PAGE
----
Let me ask you a question. Are you fully complying with the law on Data Breach Notifications that was introduced in 2016? Because there are a lot of rules attached with that law and yet there are not a lot of people or institutions that check if they are

Since 2016 companies have an obligation to notify the authorities when there has been a breach of their systems and data and personal details of costumers might be compromised or stolen. Once this happens and the authorities find that your security was insufficient or you waited too long to respond to the breach, you can get fined up to 820.000 euros or an amount the equivalent of ten percent of your annual revenue.

These fines are about to increase dramatically. As of May 25, 2018, the Dutch Personal Data Protection Act will be replaced by the European General Data Protection Regulation. This European wide provision states that fines can be up 20 million euros or the equivalent of four percent of the annual worldwide revenue.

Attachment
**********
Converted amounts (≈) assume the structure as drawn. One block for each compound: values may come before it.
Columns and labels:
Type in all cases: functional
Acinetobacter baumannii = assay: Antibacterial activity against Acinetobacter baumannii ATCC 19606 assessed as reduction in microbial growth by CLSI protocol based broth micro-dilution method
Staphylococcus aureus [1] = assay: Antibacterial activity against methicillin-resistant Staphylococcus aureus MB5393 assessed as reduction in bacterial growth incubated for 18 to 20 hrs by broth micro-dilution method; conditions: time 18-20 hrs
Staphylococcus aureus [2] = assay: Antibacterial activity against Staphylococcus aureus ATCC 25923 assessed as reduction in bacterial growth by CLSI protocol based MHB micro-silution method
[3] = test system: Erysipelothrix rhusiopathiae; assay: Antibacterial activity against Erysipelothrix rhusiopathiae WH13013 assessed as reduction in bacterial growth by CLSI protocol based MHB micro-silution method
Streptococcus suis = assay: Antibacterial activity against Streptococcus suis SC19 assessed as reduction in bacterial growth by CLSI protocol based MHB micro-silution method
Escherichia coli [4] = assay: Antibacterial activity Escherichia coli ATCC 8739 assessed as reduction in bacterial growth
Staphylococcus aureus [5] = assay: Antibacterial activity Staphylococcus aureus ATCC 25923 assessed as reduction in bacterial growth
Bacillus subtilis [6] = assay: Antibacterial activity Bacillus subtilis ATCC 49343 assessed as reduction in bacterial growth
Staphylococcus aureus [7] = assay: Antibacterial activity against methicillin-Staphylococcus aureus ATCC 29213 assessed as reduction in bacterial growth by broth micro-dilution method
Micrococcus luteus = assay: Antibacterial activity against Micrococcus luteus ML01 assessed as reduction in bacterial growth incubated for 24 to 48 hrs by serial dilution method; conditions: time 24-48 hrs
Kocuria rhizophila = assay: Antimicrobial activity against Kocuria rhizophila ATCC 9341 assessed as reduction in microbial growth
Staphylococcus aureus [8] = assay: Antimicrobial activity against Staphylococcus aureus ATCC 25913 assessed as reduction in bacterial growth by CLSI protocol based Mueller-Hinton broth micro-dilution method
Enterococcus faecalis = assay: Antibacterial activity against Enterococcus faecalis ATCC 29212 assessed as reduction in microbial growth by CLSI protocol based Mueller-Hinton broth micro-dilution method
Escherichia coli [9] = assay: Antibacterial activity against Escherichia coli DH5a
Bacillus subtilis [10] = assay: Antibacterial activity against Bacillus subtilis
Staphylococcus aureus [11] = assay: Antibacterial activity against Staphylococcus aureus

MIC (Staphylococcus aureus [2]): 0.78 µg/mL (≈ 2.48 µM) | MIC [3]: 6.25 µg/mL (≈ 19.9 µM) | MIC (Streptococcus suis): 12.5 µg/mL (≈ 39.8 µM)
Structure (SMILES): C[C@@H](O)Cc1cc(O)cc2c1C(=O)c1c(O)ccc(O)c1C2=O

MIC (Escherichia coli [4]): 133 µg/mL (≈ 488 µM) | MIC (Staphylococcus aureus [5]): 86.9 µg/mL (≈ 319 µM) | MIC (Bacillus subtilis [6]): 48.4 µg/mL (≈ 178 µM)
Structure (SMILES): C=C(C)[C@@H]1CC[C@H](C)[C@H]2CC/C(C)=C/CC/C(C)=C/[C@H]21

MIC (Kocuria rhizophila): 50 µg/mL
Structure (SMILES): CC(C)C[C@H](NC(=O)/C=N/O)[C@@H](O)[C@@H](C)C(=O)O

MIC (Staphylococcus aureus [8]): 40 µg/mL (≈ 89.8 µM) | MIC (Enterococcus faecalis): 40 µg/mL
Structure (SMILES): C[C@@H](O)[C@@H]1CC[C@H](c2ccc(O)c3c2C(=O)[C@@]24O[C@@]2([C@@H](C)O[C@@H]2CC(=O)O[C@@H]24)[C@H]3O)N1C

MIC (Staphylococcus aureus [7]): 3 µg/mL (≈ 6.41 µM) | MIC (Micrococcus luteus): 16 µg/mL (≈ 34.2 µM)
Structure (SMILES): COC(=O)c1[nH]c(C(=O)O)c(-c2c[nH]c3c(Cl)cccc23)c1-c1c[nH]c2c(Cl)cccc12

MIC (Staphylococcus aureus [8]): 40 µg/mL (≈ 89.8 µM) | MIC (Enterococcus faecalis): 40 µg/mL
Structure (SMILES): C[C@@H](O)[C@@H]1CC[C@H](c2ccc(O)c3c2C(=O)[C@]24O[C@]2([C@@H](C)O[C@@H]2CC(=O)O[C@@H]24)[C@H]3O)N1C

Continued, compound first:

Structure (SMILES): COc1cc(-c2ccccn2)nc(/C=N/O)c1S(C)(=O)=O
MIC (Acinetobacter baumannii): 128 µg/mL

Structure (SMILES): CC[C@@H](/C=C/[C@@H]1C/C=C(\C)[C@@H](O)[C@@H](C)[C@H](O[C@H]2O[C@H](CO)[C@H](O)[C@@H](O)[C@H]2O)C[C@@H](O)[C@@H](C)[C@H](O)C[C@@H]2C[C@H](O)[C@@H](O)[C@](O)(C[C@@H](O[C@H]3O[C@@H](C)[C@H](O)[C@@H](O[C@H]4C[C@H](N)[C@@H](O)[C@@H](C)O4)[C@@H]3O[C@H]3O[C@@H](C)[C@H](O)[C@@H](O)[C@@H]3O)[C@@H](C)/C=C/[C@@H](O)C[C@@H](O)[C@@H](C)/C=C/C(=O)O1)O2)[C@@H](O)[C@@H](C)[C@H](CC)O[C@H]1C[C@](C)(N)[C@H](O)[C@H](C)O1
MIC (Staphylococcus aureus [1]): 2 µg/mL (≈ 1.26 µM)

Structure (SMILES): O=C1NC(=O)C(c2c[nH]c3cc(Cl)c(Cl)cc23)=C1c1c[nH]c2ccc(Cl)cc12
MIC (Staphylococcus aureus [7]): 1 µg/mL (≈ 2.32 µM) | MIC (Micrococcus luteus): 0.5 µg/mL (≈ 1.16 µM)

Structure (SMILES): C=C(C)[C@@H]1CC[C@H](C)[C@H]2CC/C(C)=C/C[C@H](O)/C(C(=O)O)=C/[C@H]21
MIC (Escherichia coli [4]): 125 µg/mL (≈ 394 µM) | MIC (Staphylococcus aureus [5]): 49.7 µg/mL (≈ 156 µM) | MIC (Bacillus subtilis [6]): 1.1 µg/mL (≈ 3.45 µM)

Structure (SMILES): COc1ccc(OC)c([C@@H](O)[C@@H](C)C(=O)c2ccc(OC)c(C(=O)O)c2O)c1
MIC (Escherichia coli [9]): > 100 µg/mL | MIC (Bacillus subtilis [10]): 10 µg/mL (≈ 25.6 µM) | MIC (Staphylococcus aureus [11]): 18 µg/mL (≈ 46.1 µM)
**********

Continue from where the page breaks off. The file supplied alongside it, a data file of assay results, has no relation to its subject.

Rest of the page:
Another provision in the new European regulation is that companies that process a lot of personal data need to install a data protection officer (DPO). This DPO has the sole responsibility of making sure that all security measures for data protection are in place and that should something go wrong report to the authorities.

The new regulations are a good step towards securing data and making the Internet a safer place. But if you are a smaller company and work with a lot of data, this could bring you in trouble on multiple levels. For instance, hiring a DPO is a costly business and can really dip into your revenues.

The fact that fines are being raised is a better incentive for companies to comply than they have today. But still, who is checking that? Should that even be a governmental institution? Their track record isn’t that spotless, to say the least. So why not go back to the old days, where the Internet regulated itself? The industry knows what needs to be done to protect our data, let it check that they comply. Let’s use our common sense here, because a 20 million euro fine is not an amount that you can put in your books just for making a mistake.